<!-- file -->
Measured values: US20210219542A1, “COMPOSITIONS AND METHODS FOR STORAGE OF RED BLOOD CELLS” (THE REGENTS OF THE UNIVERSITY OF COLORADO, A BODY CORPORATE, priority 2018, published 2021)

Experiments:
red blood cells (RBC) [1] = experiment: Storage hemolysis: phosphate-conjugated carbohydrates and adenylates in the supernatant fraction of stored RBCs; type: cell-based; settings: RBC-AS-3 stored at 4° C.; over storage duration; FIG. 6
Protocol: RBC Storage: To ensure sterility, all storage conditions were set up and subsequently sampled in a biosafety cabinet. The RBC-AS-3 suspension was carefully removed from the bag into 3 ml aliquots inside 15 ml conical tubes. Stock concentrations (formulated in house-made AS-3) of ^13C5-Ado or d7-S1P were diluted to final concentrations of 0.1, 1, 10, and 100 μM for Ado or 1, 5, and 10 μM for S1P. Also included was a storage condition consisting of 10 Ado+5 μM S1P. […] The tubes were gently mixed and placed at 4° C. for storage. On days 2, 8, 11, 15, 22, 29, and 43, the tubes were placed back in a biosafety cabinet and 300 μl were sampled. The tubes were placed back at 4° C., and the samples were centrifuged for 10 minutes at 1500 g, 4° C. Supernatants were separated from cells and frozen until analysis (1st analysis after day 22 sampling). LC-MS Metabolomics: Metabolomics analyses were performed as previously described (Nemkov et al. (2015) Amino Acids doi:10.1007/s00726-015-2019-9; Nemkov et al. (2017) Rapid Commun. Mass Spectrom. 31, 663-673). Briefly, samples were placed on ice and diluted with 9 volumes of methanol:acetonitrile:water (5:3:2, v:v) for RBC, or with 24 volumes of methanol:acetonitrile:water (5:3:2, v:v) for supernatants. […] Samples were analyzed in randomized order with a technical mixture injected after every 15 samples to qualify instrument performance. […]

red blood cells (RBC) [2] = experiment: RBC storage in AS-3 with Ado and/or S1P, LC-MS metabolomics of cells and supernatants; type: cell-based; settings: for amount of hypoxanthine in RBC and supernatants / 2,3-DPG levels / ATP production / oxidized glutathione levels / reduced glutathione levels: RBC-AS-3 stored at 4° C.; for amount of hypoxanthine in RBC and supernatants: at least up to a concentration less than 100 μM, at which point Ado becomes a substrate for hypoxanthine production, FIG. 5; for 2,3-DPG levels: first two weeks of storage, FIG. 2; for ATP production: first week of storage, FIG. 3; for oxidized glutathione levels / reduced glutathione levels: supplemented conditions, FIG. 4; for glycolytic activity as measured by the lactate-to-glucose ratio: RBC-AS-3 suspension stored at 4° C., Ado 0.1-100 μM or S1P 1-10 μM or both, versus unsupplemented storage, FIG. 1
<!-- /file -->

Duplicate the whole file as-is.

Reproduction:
Measured values: US20210219542A1, “COMPOSITIONS AND METHODS FOR STORAGE OF RED BLOOD CELLS” (THE REGENTS OF THE UNIVERSITY OF COLORADO, A BODY CORPORATE, priority 2018, published 2021)

Experiments:
red blood cells (RBC) [1] = experiment: Storage hemolysis: phosphate-conjugated carbohydrates and adenylates in the supernatant fraction of stored RBCs; type: cell-based; settings: RBC-AS-3 stored at 4° C.; over storage duration; FIG. 6
Protocol: RBC Storage: To ensure sterility, all storage conditions were set up and subsequently sampled in a biosafety cabinet. The RBC-AS-3 suspension was carefully removed from the bag into 3 ml aliquots inside 15 ml conical tubes. Stock concentrations (formulated in house-made AS-3) of ^13C5-Ado or d7-S1P were diluted to final concentrations of 0.1, 1, 10, and 100 μM for Ado or 1, 5, and 10 μM for S1P. Also included was a storage condition consisting of 10 Ado+5 μM S1P. […] The tubes were gently mixed and placed at 4° C. for storage. On days 2, 8, 11, 15, 22, 29, and 43, the tubes were placed back in a biosafety cabinet and 300 μl were sampled. The tubes were placed back at 4° C., and the samples were centrifuged for 10 minutes at 1500 g, 4° C. Supernatants were separated from cells and frozen until analysis (1st analysis after day 22 sampling). LC-MS Metabolomics: Metabolomics analyses were performed as previously described (Nemkov et al. (2015) Amino Acids doi:10.1007/s00726-015-2019-9; Nemkov et al. (2017) Rapid Commun. Mass Spectrom. 31, 663-673). Briefly, samples were placed on ice and diluted with 9 volumes of methanol:acetonitrile:water (5:3:2, v:v) for RBC, or with 24 volumes of methanol:acetonitrile:water (5:3:2, v:v) for supernatants. […] Samples were analyzed in randomized order with a technical mixture injected after every 15 samples to qualify instrument performance. […]

red blood cells (RBC) [2] = experiment: RBC storage in AS-3 with Ado and/or S1P, LC-MS metabolomics of cells and supernatants; type: cell-based; settings: for amount of hypoxanthine in RBC and supernatants / 2,3-DPG levels / ATP production / oxidized glutathione levels / reduced glutathione levels: RBC-AS-3 stored at 4° C.; for amount of hypoxanthine in RBC and supernatants: at least up to a concentration less than 100 μM, at which point Ado becomes a substrate for hypoxanthine production, FIG. 5; for 2,3-DPG levels: first two weeks of storage, FIG. 2; for ATP production: first week of storage, FIG. 3; for oxidized glutathione levels / reduced glutathione levels: supplemented conditions, FIG. 4; for glycolytic activity as measured by the lactate-to-glucose ratio: RBC-AS-3 suspension stored at 4° C., Ado 0.1-100 μM or S1P 1-10 μM or both, versus unsupplemented storage, FIG. 1